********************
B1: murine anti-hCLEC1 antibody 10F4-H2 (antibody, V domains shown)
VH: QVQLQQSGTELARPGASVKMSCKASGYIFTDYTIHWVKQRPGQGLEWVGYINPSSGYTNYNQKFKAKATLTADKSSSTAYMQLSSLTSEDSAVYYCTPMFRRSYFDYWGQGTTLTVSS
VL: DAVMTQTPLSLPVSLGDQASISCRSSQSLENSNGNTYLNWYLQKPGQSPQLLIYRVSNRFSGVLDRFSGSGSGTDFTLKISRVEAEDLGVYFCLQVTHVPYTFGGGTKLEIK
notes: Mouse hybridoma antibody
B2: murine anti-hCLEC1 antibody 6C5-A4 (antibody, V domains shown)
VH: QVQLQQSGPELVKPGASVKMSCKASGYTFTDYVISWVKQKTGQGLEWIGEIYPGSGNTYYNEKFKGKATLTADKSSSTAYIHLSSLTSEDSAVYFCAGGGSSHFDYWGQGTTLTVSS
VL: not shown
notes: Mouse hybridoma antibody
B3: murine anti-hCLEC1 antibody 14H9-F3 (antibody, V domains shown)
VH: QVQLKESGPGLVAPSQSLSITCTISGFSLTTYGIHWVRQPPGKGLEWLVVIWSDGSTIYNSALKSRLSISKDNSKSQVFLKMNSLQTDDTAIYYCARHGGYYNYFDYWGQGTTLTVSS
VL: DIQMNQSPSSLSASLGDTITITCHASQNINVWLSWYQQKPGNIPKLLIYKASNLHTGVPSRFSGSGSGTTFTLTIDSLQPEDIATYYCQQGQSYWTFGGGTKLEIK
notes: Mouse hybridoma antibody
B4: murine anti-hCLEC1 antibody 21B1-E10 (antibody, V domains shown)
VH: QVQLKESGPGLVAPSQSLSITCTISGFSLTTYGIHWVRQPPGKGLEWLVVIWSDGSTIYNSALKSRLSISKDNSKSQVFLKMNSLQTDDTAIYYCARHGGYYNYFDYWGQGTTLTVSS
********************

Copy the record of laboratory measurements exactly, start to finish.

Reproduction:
B1: murine anti-hCLEC1 antibody 10F4-H2 (antibody, V domains shown)
VH: QVQLQQSGTELARPGASVKMSCKASGYIFTDYTIHWVKQRPGQGLEWVGYINPSSGYTNYNQKFKAKATLTADKSSSTAYMQLSSLTSEDSAVYYCTPMFRRSYFDYWGQGTTLTVSS
VL: DAVMTQTPLSLPVSLGDQASISCRSSQSLENSNGNTYLNWYLQKPGQSPQLLIYRVSNRFSGVLDRFSGSGSGTDFTLKISRVEAEDLGVYFCLQVTHVPYTFGGGTKLEIK
notes: Mouse hybridoma antibody
B2: murine anti-hCLEC1 antibody 6C5-A4 (antibody, V domains shown)
VH: QVQLQQSGPELVKPGASVKMSCKASGYTFTDYVISWVKQKTGQGLEWIGEIYPGSGNTYYNEKFKGKATLTADKSSSTAYIHLSSLTSEDSAVYFCAGGGSSHFDYWGQGTTLTVSS
VL: not shown
notes: Mouse hybridoma antibody
B3: murine anti-hCLEC1 antibody 14H9-F3 (antibody, V domains shown)
VH: QVQLKESGPGLVAPSQSLSITCTISGFSLTTYGIHWVRQPPGKGLEWLVVIWSDGSTIYNSALKSRLSISKDNSKSQVFLKMNSLQTDDTAIYYCARHGGYYNYFDYWGQGTTLTVSS
VL: DIQMNQSPSSLSASLGDTITITCHASQNINVWLSWYQQKPGNIPKLLIYKASNLHTGVPSRFSGSGSGTTFTLTIDSLQPEDIATYYCQQGQSYWTFGGGTKLEIK
notes: Mouse hybridoma antibody
B4: murine anti-hCLEC1 antibody 21B1-E10 (antibody, V domains shown)
VH: QVQLKESGPGLVAPSQSLSITCTISGFSLTTYGIHWVRQPPGKGLEWLVVIWSDGSTIYNSALKSRLSISKDNSKSQVFLKMNSLQTDDTAIYYCARHGGYYNYFDYWGQGTTLTVSS